Pitt to lead trauma network, up to $90M in Department of Defense-funded trauma research
The University of Pittsburgh Schools of the Health Sciences has been awarded a US Department of Defense contract that could lead to $90 million in research over the next decade to improve trauma care for both civilians and military personnel. (2016-10-19)

U-M becomes training site for NIH career development program in emergency care research
The University of Michigan was recently awarded funding from the National Institutes of Health to establish an institutional career development program for advanced training in emergency critical care research. (2016-10-19)

'Any enrollment, any time': Penn Acute Research Collaboration supports lifesaving research
To address these gaps in research for patients with life-threatening injuries and illnesses, on Thursday, Penn Medicine will formally launch the Penn Acute Research Collaboration, a first-of-its-kind initiative to give a much needed shot of support to research projects in emergency departments, trauma bays, operating rooms, and intensive care units. (2016-10-19)

Elder abuse under-identified in US emergency departments
In a new study published this week in the Journal of the American Geriatrics Society, researchers used a nationally-representative dataset to estimate the frequency with which emergency providers make a formal diagnosis of elder abuse. The answer: 1 in 7,700 visits. (2016-10-18)

Study shows major omission in evidence of 'weekend effect' on mortality rates in hospitals
According to new research in the BMJ Quality & Safety journal, previous studies showing an increased risk of mortality following admission to hospital at weekends have failed to take account of the higher severity of patients' conditions. (2016-10-18)

Leading organizations train 100,000 people in CPR on Restart a Heart Day
Thousands of people die every year because people are not carrying out life saving CPR on cardiac arrest victims before emergency services arrive, according to new research from the British Heart Foundation. (2016-10-17)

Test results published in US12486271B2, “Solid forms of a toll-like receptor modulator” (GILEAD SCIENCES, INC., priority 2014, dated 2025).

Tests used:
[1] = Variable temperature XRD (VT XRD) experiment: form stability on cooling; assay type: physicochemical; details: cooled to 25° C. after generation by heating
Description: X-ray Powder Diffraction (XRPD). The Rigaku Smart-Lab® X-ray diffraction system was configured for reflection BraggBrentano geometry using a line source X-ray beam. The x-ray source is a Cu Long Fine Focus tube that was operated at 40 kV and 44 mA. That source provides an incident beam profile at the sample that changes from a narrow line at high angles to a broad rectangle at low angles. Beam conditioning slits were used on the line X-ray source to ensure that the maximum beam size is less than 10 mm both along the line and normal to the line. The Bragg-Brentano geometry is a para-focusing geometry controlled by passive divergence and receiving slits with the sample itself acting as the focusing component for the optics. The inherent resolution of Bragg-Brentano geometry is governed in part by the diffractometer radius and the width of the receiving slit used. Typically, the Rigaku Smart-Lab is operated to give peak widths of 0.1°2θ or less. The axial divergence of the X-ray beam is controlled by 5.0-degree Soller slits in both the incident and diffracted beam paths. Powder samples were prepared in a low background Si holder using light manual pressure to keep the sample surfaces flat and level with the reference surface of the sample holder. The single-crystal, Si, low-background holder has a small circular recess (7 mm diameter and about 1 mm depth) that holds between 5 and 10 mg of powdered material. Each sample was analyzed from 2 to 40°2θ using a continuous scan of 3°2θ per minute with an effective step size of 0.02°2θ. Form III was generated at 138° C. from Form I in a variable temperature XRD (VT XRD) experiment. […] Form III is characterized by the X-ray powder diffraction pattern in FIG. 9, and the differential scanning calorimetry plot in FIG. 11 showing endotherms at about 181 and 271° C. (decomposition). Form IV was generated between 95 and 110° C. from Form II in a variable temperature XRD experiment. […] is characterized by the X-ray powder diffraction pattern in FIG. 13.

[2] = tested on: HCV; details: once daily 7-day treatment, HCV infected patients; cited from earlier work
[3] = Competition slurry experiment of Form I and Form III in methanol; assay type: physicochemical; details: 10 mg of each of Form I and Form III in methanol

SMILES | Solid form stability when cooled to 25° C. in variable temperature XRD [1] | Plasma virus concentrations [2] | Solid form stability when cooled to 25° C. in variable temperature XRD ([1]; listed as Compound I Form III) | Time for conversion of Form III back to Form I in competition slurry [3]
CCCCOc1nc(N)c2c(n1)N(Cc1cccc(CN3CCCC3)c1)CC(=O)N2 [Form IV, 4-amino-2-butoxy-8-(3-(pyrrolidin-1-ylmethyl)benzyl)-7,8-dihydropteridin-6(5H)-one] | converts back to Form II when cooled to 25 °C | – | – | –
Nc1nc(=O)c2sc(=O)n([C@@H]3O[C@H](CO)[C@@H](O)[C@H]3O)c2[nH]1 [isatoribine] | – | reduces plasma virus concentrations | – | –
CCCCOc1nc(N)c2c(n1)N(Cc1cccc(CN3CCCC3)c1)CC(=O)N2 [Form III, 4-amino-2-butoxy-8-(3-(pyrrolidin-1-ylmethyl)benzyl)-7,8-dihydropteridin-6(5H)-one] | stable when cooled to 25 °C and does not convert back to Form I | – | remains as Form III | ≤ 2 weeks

Single home visit significantly improves adherence, reduces exacerbations in patients with severe as
A single home visit to patients with severe asthma or COPD may significantly improve patient adherence with office visits and inhaler use and may reduce severe exacerbations requiring emergency department visits. (2016-10-17)

Conflicting perception of family presence during resuscitation
A study from St. Barnabas Hospital (SBH Health System Bronx) analyzed the perceptions and attitudes of the health care team about family presence during resuscitation. These attitudes varied among the staff roles and locations in the hospital. (2016-10-17)

20 percent of emergency department visits preventable, of which half are cardiovascular disease
Twenty percent of emergency department visits are preventable, of which half are for cardiovascular disease, reveals research presented today at Acute Cardiovascular Care 2016. (2016-10-16)

Many alcohol-related injuries occur at home
Of all alcohol-related injuries in various public hospital emergency departments in Queensland, Australia, more occurred at home than at licensed premises. (2016-10-13)

Many adolescent girls with leukemia are not being screened for pregnancy before beginning chemotherapy
A new study indicates that adolescent females with acute leukemia have low rates of pregnancy screening prior to receiving chemotherapy that can cause birth defects. The findings are published early online in CANCER, a peer-reviewed journal of the American Cancer Society. (2016-10-12)

Diagnosis of cancer as a medical emergency leads to poorer prognosis for many patients
Too many patients -- particularly those from disadvantaged backgrounds -- are being diagnosed with cancer as medical emergencies, say researchers. This means that their chances of successful treatment are greatly reduced. (2016-10-11)

Collecting injury data could reduce A&E attendances
A study, published in the Journal of Epidemiology and Community Health by researchers at Queen Mary University of London, has found data on injuries can be collected relatively easily at A&E departments to help understand injury patterns in communities. (2016-10-11)

Preserving the power of antibiotics
News release describes efforts to address inappropriate antibiotic prescribing in emergency departments and urgent-care centers nationwide, which a JAMA study published this past May found rates as high as 50 percent for acute respiratory infections in US emergency departments. Now the CDC has awarded UC Davis ED physician Larissa May a one-year grant to test two educational and behavioral interventions for physicians in emergency settings in California and Colorado. (2016-10-06)

To help or not to help?
Emergency situations amplify individual tendencies to behave egoistically or prosocially. (2016-10-05)